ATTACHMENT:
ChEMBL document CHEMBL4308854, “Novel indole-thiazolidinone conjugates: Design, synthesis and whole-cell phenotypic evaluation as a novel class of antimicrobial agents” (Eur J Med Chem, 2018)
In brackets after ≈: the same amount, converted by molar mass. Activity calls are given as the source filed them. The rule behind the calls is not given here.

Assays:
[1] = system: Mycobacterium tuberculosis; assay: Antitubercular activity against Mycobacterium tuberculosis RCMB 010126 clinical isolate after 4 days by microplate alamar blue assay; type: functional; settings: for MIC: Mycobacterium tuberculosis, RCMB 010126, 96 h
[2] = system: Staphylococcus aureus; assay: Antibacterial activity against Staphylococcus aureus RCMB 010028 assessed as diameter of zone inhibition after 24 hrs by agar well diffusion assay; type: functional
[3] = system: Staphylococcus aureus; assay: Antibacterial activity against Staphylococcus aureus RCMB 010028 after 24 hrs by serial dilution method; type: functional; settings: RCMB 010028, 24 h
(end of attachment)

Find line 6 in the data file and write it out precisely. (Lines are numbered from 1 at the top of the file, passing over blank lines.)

[3] = system: Staphylococcus aureus; assay: Antibacterial activity against Staphylococcus aureus RCMB 010028 after 24 hrs by serial dilution method; type: functional; settings: RCMB 010028, 24 h